Maybe it’s because the iMac is so tricky to find that the story got picked up so quickly over the weekend, and by so many different outlets, but readers were quick to point out that the “news” of a possible $899 iMac was in fact not news at all, since the model has been available at that price point since 2006. In fact, rather than being the deal of the century, the iMac priced at $899 is actually probably one of the least appealing value propositions available from Apple, unless you want an old white plastic model to keep sealed in a box in the hopes that it will become a priceless collector’s item in 20 years time. Read More about The $899, 17-inch iMac for Education: Still Here, Always Has Been

12seconds.tv Brings Video Recording to the iPhone…Sort Of

12seconds.tv has just launched a new iPhone app ($0.99) in the App Store that allows you to output video files from your iPhone and share them with your friends on the web. It’s just not the video that you had in mind. This clever little app lets you take three photos, or pick them from your photo library, and then add a voice note over a nicely animated slideshow, complete with Ken Burns effects.

The name of the service comes from the maximum length of any video, just 12 seconds, no more (and no less either, at least from the iPhone app). The videos are uploaded to the 12seconds.tv community site where you and your friends can view them, link to them, or embed them in a web page.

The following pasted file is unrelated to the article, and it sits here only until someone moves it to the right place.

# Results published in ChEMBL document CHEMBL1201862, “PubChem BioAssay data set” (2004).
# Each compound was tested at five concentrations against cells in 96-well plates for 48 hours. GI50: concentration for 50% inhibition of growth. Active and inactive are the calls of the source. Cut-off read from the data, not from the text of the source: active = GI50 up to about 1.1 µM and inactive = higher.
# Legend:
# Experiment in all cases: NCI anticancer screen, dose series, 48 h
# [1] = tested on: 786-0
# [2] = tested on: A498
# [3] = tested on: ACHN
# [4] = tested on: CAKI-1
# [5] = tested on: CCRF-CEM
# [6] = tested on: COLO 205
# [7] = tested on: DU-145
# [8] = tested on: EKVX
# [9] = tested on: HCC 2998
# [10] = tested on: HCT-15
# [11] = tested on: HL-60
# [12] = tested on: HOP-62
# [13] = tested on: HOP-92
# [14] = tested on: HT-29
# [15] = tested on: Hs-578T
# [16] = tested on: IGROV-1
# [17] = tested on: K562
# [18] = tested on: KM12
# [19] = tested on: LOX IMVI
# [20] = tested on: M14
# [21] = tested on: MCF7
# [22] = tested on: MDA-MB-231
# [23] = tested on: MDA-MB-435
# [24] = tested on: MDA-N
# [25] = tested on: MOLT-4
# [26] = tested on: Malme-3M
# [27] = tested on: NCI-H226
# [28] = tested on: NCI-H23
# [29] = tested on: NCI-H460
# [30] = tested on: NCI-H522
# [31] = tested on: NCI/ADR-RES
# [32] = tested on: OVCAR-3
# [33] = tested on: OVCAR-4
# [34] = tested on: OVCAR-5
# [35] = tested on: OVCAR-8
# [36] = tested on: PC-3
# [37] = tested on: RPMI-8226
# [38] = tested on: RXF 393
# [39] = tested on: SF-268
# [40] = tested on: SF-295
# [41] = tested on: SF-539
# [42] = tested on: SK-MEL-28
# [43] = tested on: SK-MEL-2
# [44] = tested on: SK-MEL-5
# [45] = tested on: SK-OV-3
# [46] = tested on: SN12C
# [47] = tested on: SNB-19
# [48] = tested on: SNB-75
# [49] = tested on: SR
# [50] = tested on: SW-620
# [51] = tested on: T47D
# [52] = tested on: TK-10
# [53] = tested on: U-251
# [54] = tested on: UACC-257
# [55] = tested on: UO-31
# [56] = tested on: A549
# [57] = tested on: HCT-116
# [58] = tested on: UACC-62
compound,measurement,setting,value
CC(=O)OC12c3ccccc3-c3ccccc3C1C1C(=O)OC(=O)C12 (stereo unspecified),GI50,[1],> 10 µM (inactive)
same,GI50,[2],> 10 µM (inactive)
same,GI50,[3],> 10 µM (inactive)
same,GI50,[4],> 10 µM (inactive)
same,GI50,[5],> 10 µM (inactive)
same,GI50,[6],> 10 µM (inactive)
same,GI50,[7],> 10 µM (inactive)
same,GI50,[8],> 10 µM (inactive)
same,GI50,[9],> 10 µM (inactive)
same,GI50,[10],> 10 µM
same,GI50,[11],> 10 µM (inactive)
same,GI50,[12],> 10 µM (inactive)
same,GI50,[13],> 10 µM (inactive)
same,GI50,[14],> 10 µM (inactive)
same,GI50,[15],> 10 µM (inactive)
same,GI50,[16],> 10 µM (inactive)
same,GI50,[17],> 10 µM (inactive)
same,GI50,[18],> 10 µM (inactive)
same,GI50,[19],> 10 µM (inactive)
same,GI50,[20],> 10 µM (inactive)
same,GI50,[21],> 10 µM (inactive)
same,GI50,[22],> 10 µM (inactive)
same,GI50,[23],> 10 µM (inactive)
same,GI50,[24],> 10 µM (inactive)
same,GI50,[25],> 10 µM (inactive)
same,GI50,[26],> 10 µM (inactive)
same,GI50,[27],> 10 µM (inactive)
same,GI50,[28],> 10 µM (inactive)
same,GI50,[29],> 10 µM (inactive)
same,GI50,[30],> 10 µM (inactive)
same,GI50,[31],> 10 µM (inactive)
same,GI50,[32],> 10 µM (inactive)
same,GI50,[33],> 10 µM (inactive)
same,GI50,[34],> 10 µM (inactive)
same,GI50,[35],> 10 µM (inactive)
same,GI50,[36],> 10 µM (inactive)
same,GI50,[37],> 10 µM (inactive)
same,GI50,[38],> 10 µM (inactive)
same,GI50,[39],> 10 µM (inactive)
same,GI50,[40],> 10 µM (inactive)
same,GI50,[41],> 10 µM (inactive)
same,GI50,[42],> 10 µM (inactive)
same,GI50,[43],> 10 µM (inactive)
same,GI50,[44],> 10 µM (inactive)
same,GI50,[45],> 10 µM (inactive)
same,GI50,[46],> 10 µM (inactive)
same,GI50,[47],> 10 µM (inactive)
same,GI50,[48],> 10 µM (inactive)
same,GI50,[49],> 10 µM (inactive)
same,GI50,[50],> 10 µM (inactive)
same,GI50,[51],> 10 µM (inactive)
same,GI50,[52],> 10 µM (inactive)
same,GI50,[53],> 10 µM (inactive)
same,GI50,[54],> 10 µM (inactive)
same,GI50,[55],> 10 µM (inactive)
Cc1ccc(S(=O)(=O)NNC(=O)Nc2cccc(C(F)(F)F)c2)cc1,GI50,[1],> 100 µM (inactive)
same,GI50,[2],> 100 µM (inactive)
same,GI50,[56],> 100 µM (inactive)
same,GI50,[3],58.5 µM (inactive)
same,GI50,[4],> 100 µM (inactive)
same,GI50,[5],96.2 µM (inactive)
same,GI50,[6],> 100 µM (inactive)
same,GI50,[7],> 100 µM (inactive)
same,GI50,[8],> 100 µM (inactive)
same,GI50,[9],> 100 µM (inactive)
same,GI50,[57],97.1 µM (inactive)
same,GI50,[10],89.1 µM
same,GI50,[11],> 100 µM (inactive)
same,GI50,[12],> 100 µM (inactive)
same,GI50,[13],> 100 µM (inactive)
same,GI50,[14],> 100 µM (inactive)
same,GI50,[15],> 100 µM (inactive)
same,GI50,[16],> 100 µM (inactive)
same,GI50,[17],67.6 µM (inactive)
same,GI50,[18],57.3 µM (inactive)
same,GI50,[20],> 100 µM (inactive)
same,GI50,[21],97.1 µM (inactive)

The 12seconds iPhone app has a very different feel from staring into a webcam. The ability to select the photos and have some control over the composition of the video before recording the audio creates some distance between the author and the video. The result is something that still feels intimate and personal, but has a stronger sense of telling a story, even in 12 seconds, than you might get from talking into the camera.
Read More about 12seconds.tv Brings Video Recording to the iPhone…Sort Of

SOASTA Raises $6.4M to Test in the Cloud

Software testing provider SOASTAhas closed a $6.4 million Series B financing from Formative Ventures, Canaan Partners and The Entrepreneur’s Fund, bringing the total amount of money it’s raised to $10 million.

Flash Exploit Shows the Dark Side of Web 2.0

Update: As pointed out in the comments below, Symantec has since clarified their original worries about this being a zero-day exploit affecting current versions of Flash. However it still remains a problem affecting earlier versions of Flash. For details about the specific issue, see Adobe’s post on the problem.

Yesterday’s news of an exploit in Flash that gives hackers the ability to redirect a web site’s visitors to malware-laden servers highlights one of the biggest dangers and problems around the interactive web. Allowing third-party programs — such as Flash, mashups, widgets, or even specialized programs for activities such as bill payments — to run in web sites introduces vulnerabilities and performance troubles that are outside the web site owner’s control.

The Flash exploit is noteworthy because people take Flash for granted, the way they do JPEG and GIF images. So they are willing to let third-party content providers such as video sites or advertisers insert Flash into pages. The problem with this is that Flash is much more than an image or video; it’s a powerful programming language. And as a result, it’s vulnerable. Read More about Flash Exploit Shows the Dark Side of Web 2.0